With support from the Office of Naval Research (ONR), researchers at the Massachusetts Institute of Technology have designed a portable measurement system to precisely and cheaply monitor the amount of electricity used by individual household appliances, lighting fixtures and electronic devices. Credit: Bryce Vickmark With support from the Office of Naval Research (ONR), engineers at the Massachusetts Institute of Technology (MIT) have designed a portable measurement system to precisely and cheaply monitor the amount of electricity used by individual household appliances, lighting fixtures and electronic devices. ”Supporting research that targets key military and national energy challenges is a vital component of ONR’s mission, which is to drive technology advancements,” said Dr. Richard Carlin, head of ONR’s Sea Warfare and Weapons Department. ”Projects like this have the potential to address broad energy needs.”
The system was developed by Dr. Steven Leeb, an MIT engineering professor, and Dr. John Donnal, one of Leeb’s graduate students and a former U.S. Army captain. It comprises five postage stamp-sized sensors placed above or near power lines coming into a house. The sensors are designed to be self-calibrating—enabling them to automatically pinpoint the strongest electrical signals.
The system can distinguish between each type of light, appliance and device based on unique signatures; which ones turn on and off; and how often and at what times. It then displays this data in real time on an app that allows users to focus on specific time segments—revealing when, for example, a refrigerator goes into its defrost cycle, or how regularly a water heater switches on and off each day.
”There are already ways to monitor household energy use,” said Leeb, ”but they involve hiring a licensed electrician or cutting through power lines or pipes to attach expensive, specialized equipment. With our system, you can install non-contact sensors using zip ties or even velcro, and use signal processing to measure power consumption. It’s fast, easy and much less expensive. It also could serve as a way to tell when equipment needs maintenance or replacement.”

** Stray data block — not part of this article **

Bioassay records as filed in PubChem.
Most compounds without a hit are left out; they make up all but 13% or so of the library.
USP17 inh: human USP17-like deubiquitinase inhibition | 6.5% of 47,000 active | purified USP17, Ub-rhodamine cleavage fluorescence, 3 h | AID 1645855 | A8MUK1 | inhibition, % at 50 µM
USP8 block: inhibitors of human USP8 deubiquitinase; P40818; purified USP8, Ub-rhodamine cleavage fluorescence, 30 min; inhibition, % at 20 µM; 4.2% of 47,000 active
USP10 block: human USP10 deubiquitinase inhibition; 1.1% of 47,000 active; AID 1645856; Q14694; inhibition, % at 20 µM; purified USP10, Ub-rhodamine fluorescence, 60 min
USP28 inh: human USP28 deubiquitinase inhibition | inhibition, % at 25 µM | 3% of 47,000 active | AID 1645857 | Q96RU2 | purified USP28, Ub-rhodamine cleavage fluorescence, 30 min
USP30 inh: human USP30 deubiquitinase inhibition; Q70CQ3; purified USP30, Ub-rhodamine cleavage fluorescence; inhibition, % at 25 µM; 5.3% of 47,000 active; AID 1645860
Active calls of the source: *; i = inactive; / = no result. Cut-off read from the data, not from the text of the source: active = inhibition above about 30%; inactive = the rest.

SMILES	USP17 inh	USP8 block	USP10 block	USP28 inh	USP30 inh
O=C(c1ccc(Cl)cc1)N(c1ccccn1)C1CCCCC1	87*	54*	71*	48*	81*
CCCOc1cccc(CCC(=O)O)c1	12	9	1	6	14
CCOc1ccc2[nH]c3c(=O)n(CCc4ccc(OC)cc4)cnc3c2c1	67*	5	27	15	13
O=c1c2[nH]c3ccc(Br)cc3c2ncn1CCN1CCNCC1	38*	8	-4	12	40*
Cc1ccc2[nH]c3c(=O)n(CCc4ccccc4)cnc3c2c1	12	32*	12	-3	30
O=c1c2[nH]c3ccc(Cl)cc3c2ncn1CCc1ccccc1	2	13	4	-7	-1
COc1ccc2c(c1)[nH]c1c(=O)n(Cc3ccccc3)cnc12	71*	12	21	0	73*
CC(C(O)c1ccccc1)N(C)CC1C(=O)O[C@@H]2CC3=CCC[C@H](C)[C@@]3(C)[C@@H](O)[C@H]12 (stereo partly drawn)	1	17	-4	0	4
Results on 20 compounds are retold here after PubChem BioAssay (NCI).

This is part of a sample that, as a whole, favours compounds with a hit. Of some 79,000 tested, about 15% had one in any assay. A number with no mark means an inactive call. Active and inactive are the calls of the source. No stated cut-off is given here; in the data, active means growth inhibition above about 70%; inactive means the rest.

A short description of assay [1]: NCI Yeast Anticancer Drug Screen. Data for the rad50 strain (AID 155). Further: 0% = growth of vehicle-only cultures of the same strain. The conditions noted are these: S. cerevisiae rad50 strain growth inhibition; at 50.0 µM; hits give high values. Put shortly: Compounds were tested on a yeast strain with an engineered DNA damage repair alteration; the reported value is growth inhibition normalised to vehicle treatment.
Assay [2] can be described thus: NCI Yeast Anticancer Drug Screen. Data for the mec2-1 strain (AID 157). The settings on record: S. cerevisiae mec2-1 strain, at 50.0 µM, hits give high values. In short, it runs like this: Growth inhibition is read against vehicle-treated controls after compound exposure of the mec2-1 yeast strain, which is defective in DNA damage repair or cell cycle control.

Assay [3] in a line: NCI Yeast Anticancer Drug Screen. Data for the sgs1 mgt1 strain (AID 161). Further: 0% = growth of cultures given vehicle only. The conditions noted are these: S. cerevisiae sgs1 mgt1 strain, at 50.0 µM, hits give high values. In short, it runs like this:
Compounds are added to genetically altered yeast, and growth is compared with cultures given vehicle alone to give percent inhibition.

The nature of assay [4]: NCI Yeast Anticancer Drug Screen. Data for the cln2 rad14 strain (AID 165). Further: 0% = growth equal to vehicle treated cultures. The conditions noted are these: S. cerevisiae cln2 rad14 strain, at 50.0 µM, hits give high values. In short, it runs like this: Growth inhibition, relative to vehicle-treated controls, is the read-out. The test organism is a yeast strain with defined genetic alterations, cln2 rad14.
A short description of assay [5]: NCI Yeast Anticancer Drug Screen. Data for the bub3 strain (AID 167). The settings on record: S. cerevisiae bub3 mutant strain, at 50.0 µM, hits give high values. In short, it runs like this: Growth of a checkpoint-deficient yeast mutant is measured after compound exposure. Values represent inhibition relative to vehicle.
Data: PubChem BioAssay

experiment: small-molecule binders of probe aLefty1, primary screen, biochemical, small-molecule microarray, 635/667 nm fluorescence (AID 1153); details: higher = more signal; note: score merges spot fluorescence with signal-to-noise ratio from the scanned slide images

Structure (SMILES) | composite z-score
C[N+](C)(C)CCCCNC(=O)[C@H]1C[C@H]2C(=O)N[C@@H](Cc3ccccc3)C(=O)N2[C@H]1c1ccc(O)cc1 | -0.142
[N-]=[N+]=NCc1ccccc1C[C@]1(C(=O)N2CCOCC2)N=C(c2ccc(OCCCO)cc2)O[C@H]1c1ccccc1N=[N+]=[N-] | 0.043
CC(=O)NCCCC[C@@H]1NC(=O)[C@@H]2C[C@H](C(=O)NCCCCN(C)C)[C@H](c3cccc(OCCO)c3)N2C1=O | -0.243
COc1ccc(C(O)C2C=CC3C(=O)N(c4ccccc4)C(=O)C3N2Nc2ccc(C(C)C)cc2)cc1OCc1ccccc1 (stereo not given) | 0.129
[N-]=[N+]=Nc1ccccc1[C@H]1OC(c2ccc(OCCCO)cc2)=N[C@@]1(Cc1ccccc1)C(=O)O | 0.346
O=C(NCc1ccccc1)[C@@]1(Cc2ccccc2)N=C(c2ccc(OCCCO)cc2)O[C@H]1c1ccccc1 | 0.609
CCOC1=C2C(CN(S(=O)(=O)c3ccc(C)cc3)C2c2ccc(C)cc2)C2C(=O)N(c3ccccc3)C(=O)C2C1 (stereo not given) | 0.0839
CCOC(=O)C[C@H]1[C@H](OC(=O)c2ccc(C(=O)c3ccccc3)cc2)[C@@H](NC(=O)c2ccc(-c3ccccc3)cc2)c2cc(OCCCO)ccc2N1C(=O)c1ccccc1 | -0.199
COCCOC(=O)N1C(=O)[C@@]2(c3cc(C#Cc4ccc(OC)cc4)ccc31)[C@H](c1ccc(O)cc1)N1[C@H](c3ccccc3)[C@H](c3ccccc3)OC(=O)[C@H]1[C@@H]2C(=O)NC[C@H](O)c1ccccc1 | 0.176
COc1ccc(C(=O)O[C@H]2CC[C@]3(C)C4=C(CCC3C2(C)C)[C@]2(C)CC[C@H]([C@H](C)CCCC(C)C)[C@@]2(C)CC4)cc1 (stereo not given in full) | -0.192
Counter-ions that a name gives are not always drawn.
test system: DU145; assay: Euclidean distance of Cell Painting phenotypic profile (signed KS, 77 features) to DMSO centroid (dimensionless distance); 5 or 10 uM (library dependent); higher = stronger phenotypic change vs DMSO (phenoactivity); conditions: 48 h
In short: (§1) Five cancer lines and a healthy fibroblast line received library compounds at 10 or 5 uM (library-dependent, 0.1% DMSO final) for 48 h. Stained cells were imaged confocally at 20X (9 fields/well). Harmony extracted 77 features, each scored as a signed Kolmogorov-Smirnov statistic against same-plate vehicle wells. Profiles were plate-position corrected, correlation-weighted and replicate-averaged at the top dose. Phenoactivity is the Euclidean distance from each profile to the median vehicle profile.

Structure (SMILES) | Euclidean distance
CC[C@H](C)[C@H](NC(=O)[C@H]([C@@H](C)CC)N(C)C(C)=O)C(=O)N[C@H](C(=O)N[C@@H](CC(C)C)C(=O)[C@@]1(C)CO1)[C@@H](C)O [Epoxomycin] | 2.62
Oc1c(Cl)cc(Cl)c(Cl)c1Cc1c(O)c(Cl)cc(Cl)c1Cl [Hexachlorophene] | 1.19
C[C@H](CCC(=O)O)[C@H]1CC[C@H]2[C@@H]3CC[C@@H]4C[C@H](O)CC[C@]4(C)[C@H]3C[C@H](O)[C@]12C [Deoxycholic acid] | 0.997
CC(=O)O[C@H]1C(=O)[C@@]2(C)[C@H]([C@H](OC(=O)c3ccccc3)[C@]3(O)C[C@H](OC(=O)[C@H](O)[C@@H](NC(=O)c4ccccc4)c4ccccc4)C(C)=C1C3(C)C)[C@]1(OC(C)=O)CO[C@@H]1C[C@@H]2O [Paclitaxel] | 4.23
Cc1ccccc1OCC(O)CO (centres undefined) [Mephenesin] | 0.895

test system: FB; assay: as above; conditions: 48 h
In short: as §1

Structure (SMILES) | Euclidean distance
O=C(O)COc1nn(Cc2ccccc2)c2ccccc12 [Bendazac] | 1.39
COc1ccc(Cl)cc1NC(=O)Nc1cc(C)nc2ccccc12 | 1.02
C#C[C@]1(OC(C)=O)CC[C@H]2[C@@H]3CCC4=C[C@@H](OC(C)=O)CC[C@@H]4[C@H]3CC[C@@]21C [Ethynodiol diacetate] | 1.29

While the benefits to civilians are obvious, the system could be a valuable tool for the military. Consider a forward operating base in a combat zone, for example. Using MIT’s technology not only could generate major savings in fuel or power—it also may safeguard the lives of warfighters responsible for base resupply.
”The military is an ideal customer for this technology,” said Donnal. ”At a forward operating base, fuel conservation is paramount. Heating and air-conditioning thermostats run too high or too low. Large tents are heated all day during winter, even if they’re unoccupied during daytime hours.
”Or take the case of a Navy vessel,” he continued. ”By cutting back on fuel and power consumption, a vessel might be able to sail for longer periods of time before needing replenishment. Having a way to track energy usage in real time would be extremely valuable.”
Leeb is conducting at-sea tests of the system aboard three U.S. Coast Guard cutters based in the Boston area, to mirror some of the conditions and challenges facing Navy vessels. Donnal, an assistant professor at the U.S. Naval Academy, plans additional tests on the training ships the school uses to teach midshipmen navigation and seamanship.
Leeb’s research is part of the Naval Enterprise Partnership Teaming with Universities for National Excellence initiative, or NEPTUNE, conducted by ONR and the Department of the Navy.
NEPTUNE’s goals are to help the Navy and Marine Corps discover ways to improve energy conservation, generate renewable energy and implement energy-efficient technologies—while giving active-duty military, military students and veterans the chance to immerse themselves in university-level research.
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Provided by:Office of Naval Research